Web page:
Cyberchondria, Fear of COVID-19, and Risk Perception Mediate the Association between Problematic Social Media Use and Intention to Get a COVID-19 Vaccine.

Ahorsu DK, Lin CY, Alimoradi Z, Griffiths MD, Chen HP, Broström A, Timpka T, Pakpour AH

Vaccines 10 (1) - [2022-01-14; online 2022-01-14]

Vaccination is the most effective way to control the COVID-19 pandemic, but vaccination hesitancy threatens this effort worldwide. Consequently, there is a need to understand what influences individuals' intention to get a COVID-19 vaccine. Restriction of information gathering on societal developments to social media may influence attitudes towards COVID-19 vaccination through exposure to disinformation and imbalanced arguments. The present study examined the association between problematic social media use and intention to get the COVID-19 vaccine, taking into account the mediating roles of cyberchondria, fear of COVID-19, and COVID-19 risk perception. In a cross-sectional survey study, a total of 10,843 residents of Qazvin City, Iran completed measures on problematic social media use, fear of COVID-19, cyberchondria, COVID-19 risk perception, and intention to get a COVID-19 vaccine. The data were analyzed using structural equation modeling (SEM). The results showed that there was no direct association between problematic social media use and intention to get a COVID-19 vaccine. Nonetheless, cyberchondria, fear of COVID-19, and COVID-19 risk perception (each or serially) mediated associations between problematic social media use and intention to get a COVID-19 vaccine. These results add to the understanding of the role of problematic social media use in COVID-19 vaccine hesitancy, i.e., it is not the quantity of social media use per se that matters. This knowledge of the mediating roles of cyberchondria, fear of COVID-19, and COVID-19 risk perception can be used by public health experts and policymakers when planning educational interventions and other initiatives in COVID-19 vaccination programs.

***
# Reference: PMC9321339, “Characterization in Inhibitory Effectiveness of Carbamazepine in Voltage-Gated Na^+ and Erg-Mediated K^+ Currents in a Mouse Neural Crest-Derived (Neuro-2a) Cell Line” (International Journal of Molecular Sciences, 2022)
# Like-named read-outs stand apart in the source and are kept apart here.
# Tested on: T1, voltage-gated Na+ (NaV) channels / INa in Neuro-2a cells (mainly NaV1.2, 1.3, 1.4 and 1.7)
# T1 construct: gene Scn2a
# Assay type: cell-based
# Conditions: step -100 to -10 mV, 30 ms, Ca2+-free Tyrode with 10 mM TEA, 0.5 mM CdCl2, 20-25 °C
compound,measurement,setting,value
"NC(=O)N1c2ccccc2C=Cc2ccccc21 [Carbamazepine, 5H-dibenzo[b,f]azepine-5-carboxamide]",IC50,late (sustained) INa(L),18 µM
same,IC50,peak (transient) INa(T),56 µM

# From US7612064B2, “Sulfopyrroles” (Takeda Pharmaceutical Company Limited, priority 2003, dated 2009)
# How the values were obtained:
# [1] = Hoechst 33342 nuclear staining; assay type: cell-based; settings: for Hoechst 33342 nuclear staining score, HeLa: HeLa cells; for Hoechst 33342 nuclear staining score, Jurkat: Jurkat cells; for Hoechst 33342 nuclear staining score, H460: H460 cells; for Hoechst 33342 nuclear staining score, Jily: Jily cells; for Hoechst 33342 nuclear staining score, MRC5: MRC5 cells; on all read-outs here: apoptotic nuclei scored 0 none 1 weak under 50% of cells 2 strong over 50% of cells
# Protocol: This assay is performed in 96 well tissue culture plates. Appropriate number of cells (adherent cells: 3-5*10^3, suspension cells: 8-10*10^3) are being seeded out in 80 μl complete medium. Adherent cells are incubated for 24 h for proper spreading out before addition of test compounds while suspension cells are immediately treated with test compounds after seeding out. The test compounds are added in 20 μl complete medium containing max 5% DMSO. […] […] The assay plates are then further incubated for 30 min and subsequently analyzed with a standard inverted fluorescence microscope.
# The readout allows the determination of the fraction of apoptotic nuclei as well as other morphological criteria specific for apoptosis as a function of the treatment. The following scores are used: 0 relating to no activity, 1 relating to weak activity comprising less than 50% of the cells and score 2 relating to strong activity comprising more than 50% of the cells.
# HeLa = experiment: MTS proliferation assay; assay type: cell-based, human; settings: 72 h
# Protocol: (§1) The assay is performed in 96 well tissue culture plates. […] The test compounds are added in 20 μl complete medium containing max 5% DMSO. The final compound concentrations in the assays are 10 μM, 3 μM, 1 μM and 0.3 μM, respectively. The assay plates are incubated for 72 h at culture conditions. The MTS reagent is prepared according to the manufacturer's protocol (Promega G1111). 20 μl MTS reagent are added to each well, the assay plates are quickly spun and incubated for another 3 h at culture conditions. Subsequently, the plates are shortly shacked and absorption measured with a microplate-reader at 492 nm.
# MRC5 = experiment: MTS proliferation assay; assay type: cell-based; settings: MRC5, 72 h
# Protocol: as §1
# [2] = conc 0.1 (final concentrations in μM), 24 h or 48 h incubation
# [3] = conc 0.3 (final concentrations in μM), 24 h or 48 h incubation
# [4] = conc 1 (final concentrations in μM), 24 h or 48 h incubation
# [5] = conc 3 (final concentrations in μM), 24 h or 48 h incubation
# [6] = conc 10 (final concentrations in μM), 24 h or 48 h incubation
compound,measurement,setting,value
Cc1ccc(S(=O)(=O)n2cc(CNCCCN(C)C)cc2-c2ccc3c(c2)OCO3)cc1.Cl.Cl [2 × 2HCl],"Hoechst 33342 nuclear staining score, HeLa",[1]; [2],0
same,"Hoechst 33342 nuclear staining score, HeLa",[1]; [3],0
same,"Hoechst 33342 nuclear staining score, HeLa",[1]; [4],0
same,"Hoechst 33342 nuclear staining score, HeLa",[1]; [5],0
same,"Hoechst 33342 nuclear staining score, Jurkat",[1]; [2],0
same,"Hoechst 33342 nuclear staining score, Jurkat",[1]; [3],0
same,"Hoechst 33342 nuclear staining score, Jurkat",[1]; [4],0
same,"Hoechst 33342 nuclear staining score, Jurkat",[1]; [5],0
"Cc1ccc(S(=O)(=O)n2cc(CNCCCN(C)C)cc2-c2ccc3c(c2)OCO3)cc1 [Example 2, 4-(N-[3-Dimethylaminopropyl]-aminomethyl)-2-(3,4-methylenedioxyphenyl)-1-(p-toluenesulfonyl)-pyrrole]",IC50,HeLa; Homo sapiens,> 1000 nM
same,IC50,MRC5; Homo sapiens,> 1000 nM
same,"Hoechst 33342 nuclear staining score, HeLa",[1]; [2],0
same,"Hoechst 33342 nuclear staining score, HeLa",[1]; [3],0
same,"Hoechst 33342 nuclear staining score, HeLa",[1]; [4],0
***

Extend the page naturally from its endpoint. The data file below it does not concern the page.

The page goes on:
Category: Public Health

Type: Journal article

PubMed 35062783

DOI 10.3390/vaccines10010122

Crossref 10.3390/vaccines10010122

pii: vaccines10010122


Publications 7.1.2